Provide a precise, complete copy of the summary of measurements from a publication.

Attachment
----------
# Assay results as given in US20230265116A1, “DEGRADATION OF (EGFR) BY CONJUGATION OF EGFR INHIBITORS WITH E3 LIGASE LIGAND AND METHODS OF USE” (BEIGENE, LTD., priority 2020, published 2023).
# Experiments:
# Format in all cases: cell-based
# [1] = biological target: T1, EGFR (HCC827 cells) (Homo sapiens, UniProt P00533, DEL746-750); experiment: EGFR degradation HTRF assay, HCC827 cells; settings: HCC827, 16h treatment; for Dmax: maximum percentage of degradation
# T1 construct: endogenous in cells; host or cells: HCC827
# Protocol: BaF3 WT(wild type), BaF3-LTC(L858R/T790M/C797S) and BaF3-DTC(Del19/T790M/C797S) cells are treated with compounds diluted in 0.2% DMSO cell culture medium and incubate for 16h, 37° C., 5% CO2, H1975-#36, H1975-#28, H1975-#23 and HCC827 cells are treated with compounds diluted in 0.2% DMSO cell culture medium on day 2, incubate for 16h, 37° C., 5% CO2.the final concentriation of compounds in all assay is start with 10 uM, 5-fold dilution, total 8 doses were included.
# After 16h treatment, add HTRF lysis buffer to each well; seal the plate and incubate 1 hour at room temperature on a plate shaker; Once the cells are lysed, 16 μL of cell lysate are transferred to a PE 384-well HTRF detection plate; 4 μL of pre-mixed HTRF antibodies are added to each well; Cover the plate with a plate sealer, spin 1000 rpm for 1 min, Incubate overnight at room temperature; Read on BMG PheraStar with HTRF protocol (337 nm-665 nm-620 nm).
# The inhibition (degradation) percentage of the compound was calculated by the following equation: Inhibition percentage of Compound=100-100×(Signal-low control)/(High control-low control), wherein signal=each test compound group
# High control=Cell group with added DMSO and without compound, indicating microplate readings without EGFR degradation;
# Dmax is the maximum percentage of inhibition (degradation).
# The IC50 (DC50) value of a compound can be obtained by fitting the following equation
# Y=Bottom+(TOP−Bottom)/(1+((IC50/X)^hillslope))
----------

# Assay results as given in US20230265116A1, “DEGRADATION OF (EGFR) BY CONJUGATION OF EGFR INHIBITORS WITH E3 LIGASE LIGAND AND METHODS OF USE” (BEIGENE, LTD., priority 2020, published 2023).
# Experiments:
# Format in all cases: cell-based
# [1] = biological target: T1, EGFR (HCC827 cells) (Homo sapiens, UniProt P00533, DEL746-750); experiment: EGFR degradation HTRF assay, HCC827 cells; settings: HCC827, 16h treatment; for Dmax: maximum percentage of degradation
# T1 construct: endogenous in cells; host or cells: HCC827
# Protocol: BaF3 WT(wild type), BaF3-LTC(L858R/T790M/C797S) and BaF3-DTC(Del19/T790M/C797S) cells are treated with compounds diluted in 0.2% DMSO cell culture medium and incubate for 16h, 37° C., 5% CO2, H1975-#36, H1975-#28, H1975-#23 and HCC827 cells are treated with compounds diluted in 0.2% DMSO cell culture medium on day 2, incubate for 16h, 37° C., 5% CO2.the final concentriation of compounds in all assay is start with 10 uM, 5-fold dilution, total 8 doses were included.
# After 16h treatment, add HTRF lysis buffer to each well; seal the plate and incubate 1 hour at room temperature on a plate shaker; Once the cells are lysed, 16 μL of cell lysate are transferred to a PE 384-well HTRF detection plate; 4 μL of pre-mixed HTRF antibodies are added to each well; Cover the plate with a plate sealer, spin 1000 rpm for 1 min, Incubate overnight at room temperature; Read on BMG PheraStar with HTRF protocol (337 nm-665 nm-620 nm).
# The inhibition (degradation) percentage of the compound was calculated by the following equation: Inhibition percentage of Compound=100-100×(Signal-low control)/(High control-low control), wherein signal=each test compound group
# High control=Cell group with added DMSO and without compound, indicating microplate readings without EGFR degradation;
# Dmax is the maximum percentage of inhibition (degradation).
# The IC50 (DC50) value of a compound can be obtained by fitting the following equation
# Y=Bottom+(TOP−Bottom)/(1+((IC50/X)^hillslope))